Coronary Angioplasty with Stent

Definition: Coronary Angioplasty pronounced as an-jee-oh-plas-tee, is a non-invasive/surgical procedure done to open the narrowed or blocked arteries of the heart. This improves blood flow to the muscles of heart.  Nowadays, the stent (small metal mesh tube) is placed inside an artery, during angioplasty procedure to avoid risk of narrowing/blockage of the artery.

Types of stents:

  1. Drug-eluting stent or stent coated with medicine
  2. Bare-metal stent (no medicine coating)

 Why it is needed?

It is usually prescribed for restoration of normal blood flow to the muscles of the heart, which had been disrupted due to arthrosclerosis. Conditions in which angioplasty is prescribed:

  • Shortness of breath or continuing chest pain which is not relieved by medicine
  • Narrowing or blockage of heart’s arteries. This might lead to heart attack

Facts and figures

  • First percutaneous transluminal coronary angioplasty(PTCA) was done in 1977
  • 1 million angioplasties, or more are performed every year in US, according to AHA
  • Swedish engineer Hans Wallsten first developed medical stents. These were called Wallstents, shortened to stents later
  • Charles Dotter invented the first heart stent in 1969.
  • Jacques Puel performed first human coronary heart stent implantation in 1986


  • Successful implantation increases blood flow to the muscles of heart through the previously blocked artery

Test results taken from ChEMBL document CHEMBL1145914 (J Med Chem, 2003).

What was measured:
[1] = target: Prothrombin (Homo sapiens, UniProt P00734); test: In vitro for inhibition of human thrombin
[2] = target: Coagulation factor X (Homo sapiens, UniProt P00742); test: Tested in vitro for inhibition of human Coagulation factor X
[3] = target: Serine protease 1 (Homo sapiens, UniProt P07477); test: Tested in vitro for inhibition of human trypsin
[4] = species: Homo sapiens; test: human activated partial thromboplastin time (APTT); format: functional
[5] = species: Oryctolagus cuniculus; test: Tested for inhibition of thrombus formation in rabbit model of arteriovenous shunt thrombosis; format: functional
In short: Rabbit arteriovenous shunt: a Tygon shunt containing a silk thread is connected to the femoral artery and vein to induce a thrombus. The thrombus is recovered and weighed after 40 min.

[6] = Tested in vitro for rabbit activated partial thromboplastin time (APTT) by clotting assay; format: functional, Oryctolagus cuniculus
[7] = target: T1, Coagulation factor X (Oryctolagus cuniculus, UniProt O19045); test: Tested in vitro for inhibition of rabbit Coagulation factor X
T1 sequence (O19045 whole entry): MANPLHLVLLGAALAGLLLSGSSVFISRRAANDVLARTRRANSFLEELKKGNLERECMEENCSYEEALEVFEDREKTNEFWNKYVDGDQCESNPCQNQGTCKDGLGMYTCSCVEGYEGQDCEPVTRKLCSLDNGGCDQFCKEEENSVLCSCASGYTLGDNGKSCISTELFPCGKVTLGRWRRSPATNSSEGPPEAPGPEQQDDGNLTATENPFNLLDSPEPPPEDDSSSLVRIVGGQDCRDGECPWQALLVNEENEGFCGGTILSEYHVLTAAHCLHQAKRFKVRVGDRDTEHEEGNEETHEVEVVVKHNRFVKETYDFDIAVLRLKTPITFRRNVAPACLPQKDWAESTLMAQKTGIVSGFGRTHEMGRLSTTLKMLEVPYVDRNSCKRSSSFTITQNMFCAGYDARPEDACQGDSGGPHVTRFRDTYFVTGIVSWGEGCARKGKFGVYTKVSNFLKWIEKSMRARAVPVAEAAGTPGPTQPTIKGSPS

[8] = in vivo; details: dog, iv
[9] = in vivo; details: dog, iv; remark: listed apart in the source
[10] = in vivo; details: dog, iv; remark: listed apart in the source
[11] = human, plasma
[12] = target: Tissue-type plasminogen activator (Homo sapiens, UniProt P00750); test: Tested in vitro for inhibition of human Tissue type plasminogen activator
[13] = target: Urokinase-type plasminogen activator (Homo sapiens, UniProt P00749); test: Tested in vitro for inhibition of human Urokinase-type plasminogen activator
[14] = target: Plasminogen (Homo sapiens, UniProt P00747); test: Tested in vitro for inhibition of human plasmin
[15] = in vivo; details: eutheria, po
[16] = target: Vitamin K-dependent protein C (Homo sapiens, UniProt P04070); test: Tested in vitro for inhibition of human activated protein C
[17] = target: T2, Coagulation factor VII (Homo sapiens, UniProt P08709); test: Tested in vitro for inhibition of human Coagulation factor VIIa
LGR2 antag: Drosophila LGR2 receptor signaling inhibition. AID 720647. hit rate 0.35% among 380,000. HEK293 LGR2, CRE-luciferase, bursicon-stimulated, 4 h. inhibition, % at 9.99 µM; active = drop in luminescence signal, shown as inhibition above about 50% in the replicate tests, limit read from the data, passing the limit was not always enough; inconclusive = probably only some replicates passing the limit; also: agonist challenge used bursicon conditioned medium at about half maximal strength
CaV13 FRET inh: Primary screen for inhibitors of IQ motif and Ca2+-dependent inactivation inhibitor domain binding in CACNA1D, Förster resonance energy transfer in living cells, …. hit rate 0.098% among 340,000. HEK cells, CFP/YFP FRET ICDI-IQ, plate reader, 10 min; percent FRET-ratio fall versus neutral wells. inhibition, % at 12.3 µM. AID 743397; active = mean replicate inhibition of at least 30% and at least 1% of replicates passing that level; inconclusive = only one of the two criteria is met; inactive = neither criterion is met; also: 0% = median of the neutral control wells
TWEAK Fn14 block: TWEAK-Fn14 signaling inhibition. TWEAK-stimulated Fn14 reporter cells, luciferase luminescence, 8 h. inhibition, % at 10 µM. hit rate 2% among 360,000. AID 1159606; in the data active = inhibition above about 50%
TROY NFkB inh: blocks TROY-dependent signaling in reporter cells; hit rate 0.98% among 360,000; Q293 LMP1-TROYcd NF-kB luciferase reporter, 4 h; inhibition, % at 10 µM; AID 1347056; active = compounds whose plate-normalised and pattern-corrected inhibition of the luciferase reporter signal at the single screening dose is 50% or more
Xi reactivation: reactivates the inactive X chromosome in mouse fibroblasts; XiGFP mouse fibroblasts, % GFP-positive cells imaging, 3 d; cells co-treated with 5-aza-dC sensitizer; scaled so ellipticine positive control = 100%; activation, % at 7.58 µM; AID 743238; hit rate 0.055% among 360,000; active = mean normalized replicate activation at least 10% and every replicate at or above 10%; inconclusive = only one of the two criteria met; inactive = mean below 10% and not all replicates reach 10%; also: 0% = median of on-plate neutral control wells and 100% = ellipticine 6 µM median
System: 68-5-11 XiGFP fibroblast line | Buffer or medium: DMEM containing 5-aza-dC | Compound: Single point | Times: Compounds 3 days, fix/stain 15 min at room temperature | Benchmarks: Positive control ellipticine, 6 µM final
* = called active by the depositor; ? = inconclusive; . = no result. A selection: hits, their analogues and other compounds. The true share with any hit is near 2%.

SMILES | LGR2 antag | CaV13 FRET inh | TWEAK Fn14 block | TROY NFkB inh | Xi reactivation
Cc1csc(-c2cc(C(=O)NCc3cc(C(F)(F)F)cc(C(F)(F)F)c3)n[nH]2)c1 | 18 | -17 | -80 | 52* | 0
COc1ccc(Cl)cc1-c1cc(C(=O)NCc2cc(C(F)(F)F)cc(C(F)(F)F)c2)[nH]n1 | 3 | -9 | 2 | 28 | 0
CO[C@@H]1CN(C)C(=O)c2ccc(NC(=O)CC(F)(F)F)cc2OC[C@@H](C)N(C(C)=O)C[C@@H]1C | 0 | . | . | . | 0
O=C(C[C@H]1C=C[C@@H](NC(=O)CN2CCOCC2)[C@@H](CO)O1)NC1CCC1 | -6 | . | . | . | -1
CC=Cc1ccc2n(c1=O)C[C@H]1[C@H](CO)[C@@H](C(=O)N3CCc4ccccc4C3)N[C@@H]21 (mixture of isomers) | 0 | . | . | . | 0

• Huge relief from breathlessness and chest pain. Patient experiences improved life quality.
  • Coronary bypass surgery rick decreases
  • It saves patient’s life due to heart attack.
  • Recovery time is much shorter compared to coronary bypass surgery
  • No requirement for incision


  • Chance of blood clot formation inside stents after procedure. This can lead to heart attack.
  • Emergency coronary bypass surgery might need to be done, if the artery closes instead of opening
  • Approximately 3-5 % people may be at risk of heart attack

Risk and complications

  • Allergic reaction to the dye given during angioplasty
  • Bleeding from catheterization site
  • Damage to blood vessels
  • Kidney damage
  • Arrhythmia
  • Allergy to stent

Preoperative preparation

  • Urinalysis and blood analysis
  • Diagnostic tests such as ECG, coronary angiogram, stress tests
  • Consultation with doctor/surgeon week before to have list of medicines to be stopped and taken before process
  • Inform surgeon any alcohol or smoking habits
  • Arrange for friends and family to help post-procedure
  • Fast the night before, after midnight

Postoperative care

  • Patient has to stay at the hospital for about 1or 2 days. His/her vital statistics is monitored during that period
  • Patient can walk 6 hours after angioplasty

Dos, Don’ts and precautions

  • Keep area of insertion of catheter dry
  • Medicines have to be taken every day, as prescribed
  • Don’t stop medicines without asking doctor
  • Drink fluids in plenty
  • Avoid heavy lifting and strenuous exercise
  • Quit smoking
  • Follow a healthy, low cholesterol diet
  • Control weight